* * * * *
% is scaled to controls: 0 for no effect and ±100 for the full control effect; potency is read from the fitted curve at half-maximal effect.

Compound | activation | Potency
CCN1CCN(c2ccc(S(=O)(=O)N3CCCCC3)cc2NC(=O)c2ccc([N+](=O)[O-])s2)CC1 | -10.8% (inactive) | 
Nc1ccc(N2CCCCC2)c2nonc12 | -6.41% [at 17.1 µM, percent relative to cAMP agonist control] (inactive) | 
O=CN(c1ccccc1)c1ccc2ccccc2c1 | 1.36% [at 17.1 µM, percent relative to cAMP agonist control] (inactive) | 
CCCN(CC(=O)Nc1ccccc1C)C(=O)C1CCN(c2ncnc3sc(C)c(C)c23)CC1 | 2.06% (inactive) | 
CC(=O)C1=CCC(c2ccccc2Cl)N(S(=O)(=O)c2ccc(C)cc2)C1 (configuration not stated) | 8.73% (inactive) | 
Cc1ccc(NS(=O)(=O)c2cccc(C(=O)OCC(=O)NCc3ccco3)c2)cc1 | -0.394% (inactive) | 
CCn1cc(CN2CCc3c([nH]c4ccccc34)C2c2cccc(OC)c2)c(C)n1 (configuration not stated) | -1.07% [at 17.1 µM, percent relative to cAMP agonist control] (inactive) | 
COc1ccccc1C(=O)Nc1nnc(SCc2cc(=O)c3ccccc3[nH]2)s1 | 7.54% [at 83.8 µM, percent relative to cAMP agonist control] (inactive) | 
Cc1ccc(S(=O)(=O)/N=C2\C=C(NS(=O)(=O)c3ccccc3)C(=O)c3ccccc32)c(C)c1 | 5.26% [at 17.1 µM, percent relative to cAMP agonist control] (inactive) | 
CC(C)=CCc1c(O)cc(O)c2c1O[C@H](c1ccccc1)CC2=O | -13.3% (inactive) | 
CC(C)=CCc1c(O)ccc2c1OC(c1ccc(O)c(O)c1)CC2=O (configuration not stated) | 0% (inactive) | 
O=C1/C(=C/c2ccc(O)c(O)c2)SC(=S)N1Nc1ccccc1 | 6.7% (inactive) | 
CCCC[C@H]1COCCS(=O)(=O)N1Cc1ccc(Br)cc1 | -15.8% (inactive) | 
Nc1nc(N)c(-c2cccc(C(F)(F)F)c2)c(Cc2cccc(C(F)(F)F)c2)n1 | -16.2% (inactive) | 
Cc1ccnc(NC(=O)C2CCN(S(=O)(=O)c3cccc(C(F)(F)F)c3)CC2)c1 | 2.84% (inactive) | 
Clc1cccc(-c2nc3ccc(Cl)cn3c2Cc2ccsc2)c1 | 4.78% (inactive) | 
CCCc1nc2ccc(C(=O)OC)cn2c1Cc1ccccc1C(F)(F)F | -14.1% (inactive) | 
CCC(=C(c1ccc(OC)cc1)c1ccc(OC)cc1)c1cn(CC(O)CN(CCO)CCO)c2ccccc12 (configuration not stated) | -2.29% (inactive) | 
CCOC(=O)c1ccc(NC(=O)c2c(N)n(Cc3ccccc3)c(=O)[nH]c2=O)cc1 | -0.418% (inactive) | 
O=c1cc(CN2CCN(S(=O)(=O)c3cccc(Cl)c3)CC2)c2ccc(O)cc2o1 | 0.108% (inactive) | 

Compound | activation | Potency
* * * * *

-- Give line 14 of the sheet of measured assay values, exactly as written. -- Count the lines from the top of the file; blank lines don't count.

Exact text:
O=C1/C(=C/c2ccc(O)c(O)c2)SC(=S)N1Nc1ccccc1 | 6.7% (inactive) | 